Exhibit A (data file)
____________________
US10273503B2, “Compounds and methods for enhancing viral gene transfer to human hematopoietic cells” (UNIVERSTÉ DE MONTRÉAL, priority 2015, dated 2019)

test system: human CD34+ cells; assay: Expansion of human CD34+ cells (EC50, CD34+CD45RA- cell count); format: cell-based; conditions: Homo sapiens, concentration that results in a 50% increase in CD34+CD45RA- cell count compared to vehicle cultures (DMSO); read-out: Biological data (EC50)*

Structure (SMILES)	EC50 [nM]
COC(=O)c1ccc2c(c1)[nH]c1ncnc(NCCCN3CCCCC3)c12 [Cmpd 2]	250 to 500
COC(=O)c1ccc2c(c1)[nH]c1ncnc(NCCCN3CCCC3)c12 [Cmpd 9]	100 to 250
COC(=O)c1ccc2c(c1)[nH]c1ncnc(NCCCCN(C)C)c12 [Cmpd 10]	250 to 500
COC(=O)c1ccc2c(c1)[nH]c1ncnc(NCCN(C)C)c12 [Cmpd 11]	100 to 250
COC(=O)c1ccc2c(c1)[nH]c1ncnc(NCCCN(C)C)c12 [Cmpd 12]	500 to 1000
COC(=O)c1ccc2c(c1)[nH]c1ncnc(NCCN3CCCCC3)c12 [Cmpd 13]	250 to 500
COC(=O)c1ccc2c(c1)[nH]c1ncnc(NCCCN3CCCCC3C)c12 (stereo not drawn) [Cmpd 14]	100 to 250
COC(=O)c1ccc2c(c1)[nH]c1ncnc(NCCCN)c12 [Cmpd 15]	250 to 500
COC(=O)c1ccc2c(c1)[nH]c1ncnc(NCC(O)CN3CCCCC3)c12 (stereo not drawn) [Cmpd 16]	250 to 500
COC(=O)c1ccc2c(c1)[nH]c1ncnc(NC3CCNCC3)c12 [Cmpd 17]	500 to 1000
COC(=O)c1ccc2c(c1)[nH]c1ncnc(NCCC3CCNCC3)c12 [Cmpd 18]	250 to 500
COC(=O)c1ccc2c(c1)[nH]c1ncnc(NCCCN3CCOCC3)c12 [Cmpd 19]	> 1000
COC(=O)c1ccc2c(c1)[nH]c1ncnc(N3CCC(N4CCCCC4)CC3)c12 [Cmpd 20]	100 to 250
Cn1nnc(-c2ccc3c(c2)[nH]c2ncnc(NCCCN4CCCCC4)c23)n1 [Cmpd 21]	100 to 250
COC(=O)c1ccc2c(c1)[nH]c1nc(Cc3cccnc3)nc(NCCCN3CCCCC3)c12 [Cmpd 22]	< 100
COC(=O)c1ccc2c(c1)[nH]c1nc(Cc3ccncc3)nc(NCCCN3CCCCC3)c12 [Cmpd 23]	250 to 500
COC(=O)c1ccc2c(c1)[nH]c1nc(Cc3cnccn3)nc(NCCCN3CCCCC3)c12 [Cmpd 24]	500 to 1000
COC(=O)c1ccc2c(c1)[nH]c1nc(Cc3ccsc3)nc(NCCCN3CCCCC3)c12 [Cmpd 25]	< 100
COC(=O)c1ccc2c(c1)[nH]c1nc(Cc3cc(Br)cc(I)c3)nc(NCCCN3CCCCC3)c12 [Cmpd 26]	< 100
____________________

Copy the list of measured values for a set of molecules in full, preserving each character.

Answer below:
US10273503B2, “Compounds and methods for enhancing viral gene transfer to human hematopoietic cells” (UNIVERSTÉ DE MONTRÉAL, priority 2015, dated 2019)

test system: human CD34+ cells; assay: Expansion of human CD34+ cells (EC50, CD34+CD45RA- cell count); format: cell-based; conditions: Homo sapiens, concentration that results in a 50% increase in CD34+CD45RA- cell count compared to vehicle cultures (DMSO); read-out: Biological data (EC50)*

Structure (SMILES)	EC50 [nM]
COC(=O)c1ccc2c(c1)[nH]c1ncnc(NCCCN3CCCCC3)c12 [Cmpd 2]	250 to 500
COC(=O)c1ccc2c(c1)[nH]c1ncnc(NCCCN3CCCC3)c12 [Cmpd 9]	100 to 250
COC(=O)c1ccc2c(c1)[nH]c1ncnc(NCCCCN(C)C)c12 [Cmpd 10]	250 to 500
COC(=O)c1ccc2c(c1)[nH]c1ncnc(NCCN(C)C)c12 [Cmpd 11]	100 to 250
COC(=O)c1ccc2c(c1)[nH]c1ncnc(NCCCN(C)C)c12 [Cmpd 12]	500 to 1000
COC(=O)c1ccc2c(c1)[nH]c1ncnc(NCCN3CCCCC3)c12 [Cmpd 13]	250 to 500
COC(=O)c1ccc2c(c1)[nH]c1ncnc(NCCCN3CCCCC3C)c12 (stereo not drawn) [Cmpd 14]	100 to 250
COC(=O)c1ccc2c(c1)[nH]c1ncnc(NCCCN)c12 [Cmpd 15]	250 to 500
COC(=O)c1ccc2c(c1)[nH]c1ncnc(NCC(O)CN3CCCCC3)c12 (stereo not drawn) [Cmpd 16]	250 to 500
COC(=O)c1ccc2c(c1)[nH]c1ncnc(NC3CCNCC3)c12 [Cmpd 17]	500 to 1000
COC(=O)c1ccc2c(c1)[nH]c1ncnc(NCCC3CCNCC3)c12 [Cmpd 18]	250 to 500
COC(=O)c1ccc2c(c1)[nH]c1ncnc(NCCCN3CCOCC3)c12 [Cmpd 19]	> 1000
COC(=O)c1ccc2c(c1)[nH]c1ncnc(N3CCC(N4CCCCC4)CC3)c12 [Cmpd 20]	100 to 250
Cn1nnc(-c2ccc3c(c2)[nH]c2ncnc(NCCCN4CCCCC4)c23)n1 [Cmpd 21]	100 to 250
COC(=O)c1ccc2c(c1)[nH]c1nc(Cc3cccnc3)nc(NCCCN3CCCCC3)c12 [Cmpd 22]	< 100
COC(=O)c1ccc2c(c1)[nH]c1nc(Cc3ccncc3)nc(NCCCN3CCCCC3)c12 [Cmpd 23]	250 to 500
COC(=O)c1ccc2c(c1)[nH]c1nc(Cc3cnccn3)nc(NCCCN3CCCCC3)c12 [Cmpd 24]	500 to 1000
COC(=O)c1ccc2c(c1)[nH]c1nc(Cc3ccsc3)nc(NCCCN3CCCCC3)c12 [Cmpd 25]	< 100
COC(=O)c1ccc2c(c1)[nH]c1nc(Cc3cc(Br)cc(I)c3)nc(NCCCN3CCCCC3)c12 [Cmpd 26]	< 100